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Gardens & Greenspaces

Gardens are stepping stones across a fragmented landscape. Join us and join the dots.

Did you know that gardens make up the largest block of land in the Weald to Waves corridor? When we add in our parks and playgrounds, orchards and allotments, balconies and verges, this amounts to more land than Ashdown Forest. What an extraordinary call to action for a nation of gardeners!

To harness this wonderful opportunity for nature, Weald to Waves has launched a Gardens and Greenspaces Network to connect both people and habitats across our fragmented Sussex landscape.

Pledged land. Practical action.

Beneath our patios and goalposts, our gardens and parks are part of ancient ecosystems. They can provide crucial stepping stones for pollinators, small mammals, amphibians and birds in a landscape that's largely given over to human food production. Without swift action, we will continue to see a free fall in the diversity and abundance of nature across the UK, and the loss of all the ecosystem services they provide us.

This is not about abandoning our gardens or designing ourselves out of our own outdoor spaces, but rather working with nature to create resilient and naturally beautiful gardens that offer a haven for wildlife alongside our social and cultural lives.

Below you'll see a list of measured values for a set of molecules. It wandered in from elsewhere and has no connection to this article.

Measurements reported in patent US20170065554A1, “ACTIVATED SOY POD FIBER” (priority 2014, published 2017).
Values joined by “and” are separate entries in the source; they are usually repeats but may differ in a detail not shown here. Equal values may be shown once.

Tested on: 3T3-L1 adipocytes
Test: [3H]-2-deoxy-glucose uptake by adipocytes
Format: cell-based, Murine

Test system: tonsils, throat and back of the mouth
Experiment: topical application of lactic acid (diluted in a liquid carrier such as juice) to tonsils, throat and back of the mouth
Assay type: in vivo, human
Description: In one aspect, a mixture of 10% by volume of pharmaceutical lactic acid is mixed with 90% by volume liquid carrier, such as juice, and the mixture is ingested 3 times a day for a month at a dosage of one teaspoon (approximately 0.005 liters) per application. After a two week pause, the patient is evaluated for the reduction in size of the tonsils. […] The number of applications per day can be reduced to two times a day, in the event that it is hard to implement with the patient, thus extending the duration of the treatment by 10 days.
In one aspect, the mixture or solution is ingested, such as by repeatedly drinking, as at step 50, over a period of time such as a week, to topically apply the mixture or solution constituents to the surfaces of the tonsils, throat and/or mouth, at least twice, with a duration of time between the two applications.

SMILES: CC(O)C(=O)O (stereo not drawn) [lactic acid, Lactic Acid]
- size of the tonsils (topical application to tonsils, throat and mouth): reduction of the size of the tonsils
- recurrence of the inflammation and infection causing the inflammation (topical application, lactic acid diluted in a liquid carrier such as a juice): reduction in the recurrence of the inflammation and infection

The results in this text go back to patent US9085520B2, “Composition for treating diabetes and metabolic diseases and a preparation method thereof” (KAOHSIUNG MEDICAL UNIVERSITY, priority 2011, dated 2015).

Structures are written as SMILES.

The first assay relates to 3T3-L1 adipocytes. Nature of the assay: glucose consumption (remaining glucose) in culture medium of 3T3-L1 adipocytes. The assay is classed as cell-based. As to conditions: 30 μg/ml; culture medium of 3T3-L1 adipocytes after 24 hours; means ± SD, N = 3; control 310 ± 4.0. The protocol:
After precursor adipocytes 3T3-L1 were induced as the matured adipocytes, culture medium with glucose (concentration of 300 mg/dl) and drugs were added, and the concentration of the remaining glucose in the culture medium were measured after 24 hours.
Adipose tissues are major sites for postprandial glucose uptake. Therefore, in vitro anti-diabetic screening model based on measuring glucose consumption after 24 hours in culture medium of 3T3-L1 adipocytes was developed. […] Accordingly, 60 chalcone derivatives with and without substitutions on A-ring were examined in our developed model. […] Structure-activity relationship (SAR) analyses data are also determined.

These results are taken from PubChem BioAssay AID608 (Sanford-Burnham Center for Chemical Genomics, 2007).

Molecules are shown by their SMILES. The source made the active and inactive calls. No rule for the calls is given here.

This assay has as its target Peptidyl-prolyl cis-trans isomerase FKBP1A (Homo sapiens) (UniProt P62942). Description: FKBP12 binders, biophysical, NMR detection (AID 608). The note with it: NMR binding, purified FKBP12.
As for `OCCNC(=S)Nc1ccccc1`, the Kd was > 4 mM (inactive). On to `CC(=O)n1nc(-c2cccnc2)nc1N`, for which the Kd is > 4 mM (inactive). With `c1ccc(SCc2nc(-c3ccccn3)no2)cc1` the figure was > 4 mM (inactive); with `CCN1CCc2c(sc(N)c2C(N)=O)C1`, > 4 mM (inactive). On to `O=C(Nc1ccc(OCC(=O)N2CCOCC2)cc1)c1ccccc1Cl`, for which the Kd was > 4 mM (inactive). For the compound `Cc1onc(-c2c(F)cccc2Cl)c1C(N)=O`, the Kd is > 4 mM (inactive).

The UK has made a global commitment to protect 30% of our national landscape for nature. By protecting less than a third of our gardens and greenspaces for wildlife, we can lead from the ground up and put that goal into action. From creating ponds to building log piles, leaving wild edges and planting native species, there are plenty of ways to transform your outdoor space into a thriving ecosystem for wildlife.

How can just my garden help? In England alone the area of our gardens is more than four and a half times the size of our national nature reserves. We are looking for gardens, big and small, to be part of the network and give over at least 30% to nature recovery.
Village Greens
Village greens play an important role in the social and cultural life of rural communities. Historically used for grazing livestock, today they are social hubs, hosting sports, fairs, and community gatherings. By restoring wild edges and setting up community bug hotels, we can continue to share our greens with nature.
By incorporating nature-friendly design elements, playgrounds can become a valuable part of local nature recovery efforts and help with nature education. Adding natural play materials, like wood chip, tree stumps and willow dens, and mini-habitats, such as birdhouses and bat boxes, children can be closer to nature in their play.
Our public and county parks provide ample opportunities for new habitats and public engagement. Some of Sussex parks are leading the way with mini-meadows, small scale wetland creation, nature trails and scrub regeneration. We want to support every park in the corridor to have 30% of connected wild space in place by 2030.
Verges & Footpaths